Doc Brown's Chemistry Revision Notes - Smart Materials and Materials Science

Part 6 GORE-TEX  , THINSULATE and TEFLON-PTFE


ALPHABETICAL LIST of materials, effects etc. mentioned on these pages: Smart Materials Science INDEX * CARBON FIBRES * CHROMOGENIC MATERIALS * ELECTROCHROMIC MATERIALS * GORETEX * HALOCHROMIC MATERIALS  * HIGH PERFORMANCE POLYMERS * KEVLAR * LYCRA * MAGNETIC SHAPE MEMORY ALLOYS * MAGNETOSTRICTIVE MATERIALS * NITINOL * pH SENSITIVE POLYMERS * PHOTOCHROMIC MATERIALS * PHOTOMECHANICAL MATERIALS * PIEZO ELECTRIC EFFECT-MATERIALS * PTFE * SELF-HEALING MATERIALS * SHAPE MEMORY ALLOYS * SHAPE MEMORY POLYMERS * SPANDEX * TEFLON * TEMPERATURE-RESPONSIVE POLYMERS * THERMOCHROMIC MATERIALS * THINSULATE *


Part 6. GORE-TEX (GoreTex), THINSULATE and TEFLON-PTFE

Note that Gore-Tex/Goretex is a registered trade mark  



 

Part 6a. GORE-TEX

  • Nylon is a synthetic polymer used to make fabrics for the clothing industry, but on its own it is not very waterproof.
  • If the nylon is coated with polyurethane it becomes a much tougher durable waterproofed material for outdoor clothing.
  • Unfortunately the polyurethane coating doesn't allow water vapour through so you get too hot, sweaty and uncomfortable, because the sweat can't evaporate to keep you cool.
  • Gore-Tex is the registered trade name often applied to a particular design of (usually outdoor) clothing fabric that is designed to keep you dry in the rain without getting sweaty.
    • Strictly speaking it is the patented name a porous form of the polymer PTFE made by stretching the polymer fibres in a controlled way to create fine pores.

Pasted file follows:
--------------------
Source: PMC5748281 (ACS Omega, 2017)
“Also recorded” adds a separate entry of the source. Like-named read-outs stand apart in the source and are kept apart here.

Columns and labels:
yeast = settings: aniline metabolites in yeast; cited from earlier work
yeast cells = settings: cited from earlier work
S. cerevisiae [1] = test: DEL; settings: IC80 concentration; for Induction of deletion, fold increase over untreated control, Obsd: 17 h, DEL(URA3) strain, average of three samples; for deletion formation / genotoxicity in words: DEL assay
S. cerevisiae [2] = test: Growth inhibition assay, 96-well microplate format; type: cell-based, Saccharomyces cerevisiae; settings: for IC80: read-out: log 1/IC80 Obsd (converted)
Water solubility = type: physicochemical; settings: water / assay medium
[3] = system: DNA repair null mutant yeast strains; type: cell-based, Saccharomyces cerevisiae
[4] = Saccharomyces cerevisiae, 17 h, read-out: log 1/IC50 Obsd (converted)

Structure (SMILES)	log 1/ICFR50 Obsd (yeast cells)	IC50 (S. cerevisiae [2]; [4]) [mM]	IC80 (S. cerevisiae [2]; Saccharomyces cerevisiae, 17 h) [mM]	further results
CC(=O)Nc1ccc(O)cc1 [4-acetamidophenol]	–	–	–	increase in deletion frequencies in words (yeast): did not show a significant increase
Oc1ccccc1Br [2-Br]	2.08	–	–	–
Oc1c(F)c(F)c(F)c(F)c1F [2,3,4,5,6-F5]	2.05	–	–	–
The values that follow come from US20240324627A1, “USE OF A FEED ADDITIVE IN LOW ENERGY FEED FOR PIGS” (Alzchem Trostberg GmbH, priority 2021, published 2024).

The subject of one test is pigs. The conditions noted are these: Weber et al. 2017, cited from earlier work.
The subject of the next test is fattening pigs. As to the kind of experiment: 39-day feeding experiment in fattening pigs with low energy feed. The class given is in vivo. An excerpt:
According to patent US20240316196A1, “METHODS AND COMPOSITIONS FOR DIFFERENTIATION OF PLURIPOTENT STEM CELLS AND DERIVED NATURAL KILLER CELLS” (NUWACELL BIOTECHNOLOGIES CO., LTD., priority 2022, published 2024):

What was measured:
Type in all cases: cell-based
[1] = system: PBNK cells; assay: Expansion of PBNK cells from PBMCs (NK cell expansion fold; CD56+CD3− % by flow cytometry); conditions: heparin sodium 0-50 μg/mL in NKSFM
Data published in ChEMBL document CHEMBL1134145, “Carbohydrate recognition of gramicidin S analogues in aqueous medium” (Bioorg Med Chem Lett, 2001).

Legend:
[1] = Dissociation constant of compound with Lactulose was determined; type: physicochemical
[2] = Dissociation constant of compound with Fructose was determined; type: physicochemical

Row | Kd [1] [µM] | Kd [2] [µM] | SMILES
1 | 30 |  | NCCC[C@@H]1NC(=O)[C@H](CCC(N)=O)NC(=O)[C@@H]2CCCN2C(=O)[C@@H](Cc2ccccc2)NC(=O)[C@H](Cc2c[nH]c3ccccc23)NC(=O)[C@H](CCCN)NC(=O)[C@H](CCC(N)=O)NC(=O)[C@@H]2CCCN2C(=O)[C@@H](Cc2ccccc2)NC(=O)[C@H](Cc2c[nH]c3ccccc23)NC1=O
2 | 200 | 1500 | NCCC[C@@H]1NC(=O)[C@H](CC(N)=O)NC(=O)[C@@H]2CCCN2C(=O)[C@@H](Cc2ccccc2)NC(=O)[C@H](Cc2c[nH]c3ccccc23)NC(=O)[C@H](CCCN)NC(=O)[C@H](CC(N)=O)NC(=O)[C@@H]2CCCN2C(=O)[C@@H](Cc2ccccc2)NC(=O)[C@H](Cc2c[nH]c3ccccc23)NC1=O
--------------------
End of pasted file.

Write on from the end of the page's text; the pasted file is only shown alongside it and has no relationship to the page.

• So the GoreTex itself is actually one layer in the fabric design for a particular clothing application e.g. anorak or wetsuit.
  • GORE-TEX is an excellent breathable, waterproof textile fabric used in high-performance clothes such as walking boots, hiking boots and mountain coats. Unlike ordinary synthetic textiles like nylon, GORE-TEX stops rain from getting in but lets perspiration (sweat condensation) out. So it keeps you dry on the outside and dry on the inside at the same time.
  • BUT how does a Gore-Tex  membrane work?
  • GoreTex fabric is made up of a layer of a plastic based on expanded PTFE and this is laminated onto a layer of another fabric. Gore-Tex is a laminate containing layers of the polymers nylon, PTFE (Teflon) and polyurethane.
    • The PTFE layer contains millions of tiny holes (called pores) per square millimetre. The pores are 20,000 times smaller than a water droplet, BUT, individual water molecules are 700 x smaller than pore, so water molecules can pass through the pores, but NOT water droplets e.g. of rain!
    • Each pore is big enough to allow individual water molecules to pass through, BUT, not big enough for water droplets to pass through. The intermolecular bonding forces between water molecules are quite strong and water droplets like to stay intact due to these attractive forces rather than adhere to the hydrophobic PTFE layer.
    • It is the tiny holes in the PTFE layer that let individual water vapour molecules through, i.e. it is breathable, so sweat escapes through the micro pores but rain water (liquid droplets) can't get in.
    • The outer fabric surface repels water - hydrophobic in nature, combined with the tiny size of the PTFE pores ensures the water-proof properties of Gore-Tex fabrics.
  • Each pore is too small for water droplets to pass through, but big enough to let water vapour molecules from sweat to go through (transpiration or 'breathability').
    • This illustrated in the diagram above, the fabric material is multi-layered (a sort of 'sandwich' composite).
    • So, if you sweat in this 'breathable' material, the water vapour can escape keeping you cooler, and you don't get the discomfort from sweat condensate,
      • AND, because water droplets can't pass through the outer tough protective layer, you should keep dry in wet weather.